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Vaccination Considerations for Employers

Today, three Covid-19 vaccines have tested as highly effective (90%+ efficacy) and are advancing in the process for emergency use. This is especially welcome news in Ohio, which has skyrocketing cases and our strategic response has been to turn the entire state into the small town of Bomont with strict curfews and bans on social gatherings.[1]

Polls, for what they are worth, have indicated that only 60%-70% of Americans are somewhat or very likely to get a Covid-19 vaccine. A recently released STAT-Harris poll indicates that about 66% of adults would voluntarily receive a vaccine.

Q:        Can Employers Require a Covid-19 Vaccine?

A:        Yes (Qualified)

Private employers can require employees to receive a Covid-19 vaccine in combination with some legal and policy considerations. Before discussing those considerations, note that the EEOC has not weighed in on a Covid-19 vaccine requirement and make sure to check back for updates. However, the EEOC has already determined that the Covid-19 pandemic meets the ADA’s "direct threat” standard of posing a “significant risk of substantial harm” to those in the workplace, so its vaccination guidance is likely to be inclusive. It has previously asked employers to “encourage” rather than “require” vaccinations, but that was before Covid-19. State laws may also weigh in on mandatory vaccinations for private employers. Healthcare and public employers are subject to federal and state regulations.   

The two (2) key evaluations for all employers are Religious Exceptions and Disability Accommodations which may exempt employees from mandatory vaccinations. Employers may need to accommodate the sincerely held religious beliefs of employees if vaccination legitimately offends those religious beliefs. Employers may also need to provide a reasonable accommodation for qualified disabilities where the vaccination could impact underlying medical conditions. Additionally, pregnant employees may request exemption from vaccination under certain circumstances.    

From a policy perspective, employers will need to give advance notice to employees of the vaccination policy. The policy should address the purpose, the exceptions, the costs, and the alternatives. Employers should decide whether the policy applies to all employees, or only those who have close interaction, travel, provide key services, cannot remote work, and/or any other factors. Finally, the employer should also make an educated decision of when to implement the policy based upon the safety, efficacy, and availability of the vaccines. Employees who have a negative reaction to a mandatory vaccination may have a workers’ compensation claim.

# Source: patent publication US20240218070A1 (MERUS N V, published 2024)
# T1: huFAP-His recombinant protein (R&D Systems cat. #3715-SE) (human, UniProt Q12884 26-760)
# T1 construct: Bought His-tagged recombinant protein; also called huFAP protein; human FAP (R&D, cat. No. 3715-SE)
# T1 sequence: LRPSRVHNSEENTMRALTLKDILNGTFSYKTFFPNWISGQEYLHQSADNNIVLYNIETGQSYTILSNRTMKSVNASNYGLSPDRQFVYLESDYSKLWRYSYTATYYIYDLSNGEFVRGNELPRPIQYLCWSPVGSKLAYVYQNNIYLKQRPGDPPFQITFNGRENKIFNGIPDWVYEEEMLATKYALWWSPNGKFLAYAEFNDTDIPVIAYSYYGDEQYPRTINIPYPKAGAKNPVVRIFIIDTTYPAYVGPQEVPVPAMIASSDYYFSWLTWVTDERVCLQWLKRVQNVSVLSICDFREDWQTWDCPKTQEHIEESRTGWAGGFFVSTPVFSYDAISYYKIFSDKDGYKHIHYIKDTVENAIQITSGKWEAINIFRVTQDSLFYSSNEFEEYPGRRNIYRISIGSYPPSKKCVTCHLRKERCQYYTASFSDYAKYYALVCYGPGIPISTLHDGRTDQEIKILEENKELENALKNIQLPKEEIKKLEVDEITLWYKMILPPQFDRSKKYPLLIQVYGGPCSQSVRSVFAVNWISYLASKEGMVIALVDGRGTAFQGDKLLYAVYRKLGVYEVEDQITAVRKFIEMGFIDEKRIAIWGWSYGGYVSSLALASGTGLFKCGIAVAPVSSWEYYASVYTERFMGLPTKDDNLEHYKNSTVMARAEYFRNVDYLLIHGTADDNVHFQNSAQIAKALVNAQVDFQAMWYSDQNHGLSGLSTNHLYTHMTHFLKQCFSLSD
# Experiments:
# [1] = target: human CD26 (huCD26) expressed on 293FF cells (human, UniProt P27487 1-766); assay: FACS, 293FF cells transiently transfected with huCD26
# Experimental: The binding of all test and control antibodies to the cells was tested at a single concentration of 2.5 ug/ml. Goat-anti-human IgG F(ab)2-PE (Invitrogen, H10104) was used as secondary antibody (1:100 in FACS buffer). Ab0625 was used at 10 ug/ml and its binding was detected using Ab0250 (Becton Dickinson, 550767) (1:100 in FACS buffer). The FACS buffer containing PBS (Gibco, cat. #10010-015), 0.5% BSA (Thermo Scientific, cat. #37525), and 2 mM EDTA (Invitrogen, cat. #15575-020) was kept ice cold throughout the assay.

Q:        What About Anti-Vaccination Employees?

A:        Likely Yes

The anti-vax movement is small but zealous, and it is growing. However, it is rarely based on religious beliefs. If an employee objects to vaccination on medical or ethical beliefs, it will not automatically excuse a mandatory vaccine. The employee must have a qualifying disability or religious belief. Remember to check for any state opt-out laws.  

Q:        What Should Employers Do Now?

A:        Begin Planning

While all employers and all workforces are different, some universal steps employers can follow are:

  • The early adoption and notification of a vaccination policy. This can be done unilaterally or with input from the workforce, including:
    • An anonymous employee survey asking employees whether they (1) will receive a vaccination, (2) are likely to receive a vaccination, or (3) will not receive a vaccination can assist with planning.
    • Asking employees to raise any immediate private concerns about mandatory vaccination.
  • Consider encouraging vaccination by rewarding employees, paying for any costs, and/or permitting employees to take paid time for the vaccination if scheduled by the employer.